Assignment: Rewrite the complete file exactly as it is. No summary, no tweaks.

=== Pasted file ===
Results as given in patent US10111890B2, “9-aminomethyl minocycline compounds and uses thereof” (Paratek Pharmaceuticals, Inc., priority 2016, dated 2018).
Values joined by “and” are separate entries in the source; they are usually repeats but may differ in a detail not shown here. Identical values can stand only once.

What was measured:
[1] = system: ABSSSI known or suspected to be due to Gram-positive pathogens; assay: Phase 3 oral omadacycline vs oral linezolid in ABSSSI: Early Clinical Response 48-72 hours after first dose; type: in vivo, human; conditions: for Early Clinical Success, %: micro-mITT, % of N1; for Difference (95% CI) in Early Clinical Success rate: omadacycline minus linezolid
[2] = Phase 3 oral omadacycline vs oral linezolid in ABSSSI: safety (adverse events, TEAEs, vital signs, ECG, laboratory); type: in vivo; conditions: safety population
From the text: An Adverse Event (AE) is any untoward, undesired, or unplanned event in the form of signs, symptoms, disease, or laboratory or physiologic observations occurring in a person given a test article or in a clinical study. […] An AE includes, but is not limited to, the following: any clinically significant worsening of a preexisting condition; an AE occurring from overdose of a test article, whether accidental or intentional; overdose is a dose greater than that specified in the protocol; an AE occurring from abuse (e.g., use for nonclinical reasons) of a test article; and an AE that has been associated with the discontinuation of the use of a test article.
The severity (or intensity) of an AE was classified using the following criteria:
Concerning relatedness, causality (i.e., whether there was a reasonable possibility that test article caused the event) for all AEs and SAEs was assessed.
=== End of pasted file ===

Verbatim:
Results as given in patent US10111890B2, “9-aminomethyl minocycline compounds and uses thereof” (Paratek Pharmaceuticals, Inc., priority 2016, dated 2018).
Values joined by “and” are separate entries in the source; they are usually repeats but may differ in a detail not shown here. Identical values can stand only once.

What was measured:
[1] = system: ABSSSI known or suspected to be due to Gram-positive pathogens; assay: Phase 3 oral omadacycline vs oral linezolid in ABSSSI: Early Clinical Response 48-72 hours after first dose; type: in vivo, human; conditions: for Early Clinical Success, %: micro-mITT, % of N1; for Difference (95% CI) in Early Clinical Success rate: omadacycline minus linezolid
[2] = Phase 3 oral omadacycline vs oral linezolid in ABSSSI: safety (adverse events, TEAEs, vital signs, ECG, laboratory); type: in vivo; conditions: safety population
From the text: An Adverse Event (AE) is any untoward, undesired, or unplanned event in the form of signs, symptoms, disease, or laboratory or physiologic observations occurring in a person given a test article or in a clinical study. […] An AE includes, but is not limited to, the following: any clinically significant worsening of a preexisting condition; an AE occurring from overdose of a test article, whether accidental or intentional; overdose is a dose greater than that specified in the protocol; an AE occurring from abuse (e.g., use for nonclinical reasons) of a test article; and an AE that has been associated with the discontinuation of the use of a test article.
The severity (or intensity) of an AE was classified using the following criteria:
Concerning relatedness, causality (i.e., whether there was a reasonable possibility that test article caused the event) for all AEs and SAEs was assessed.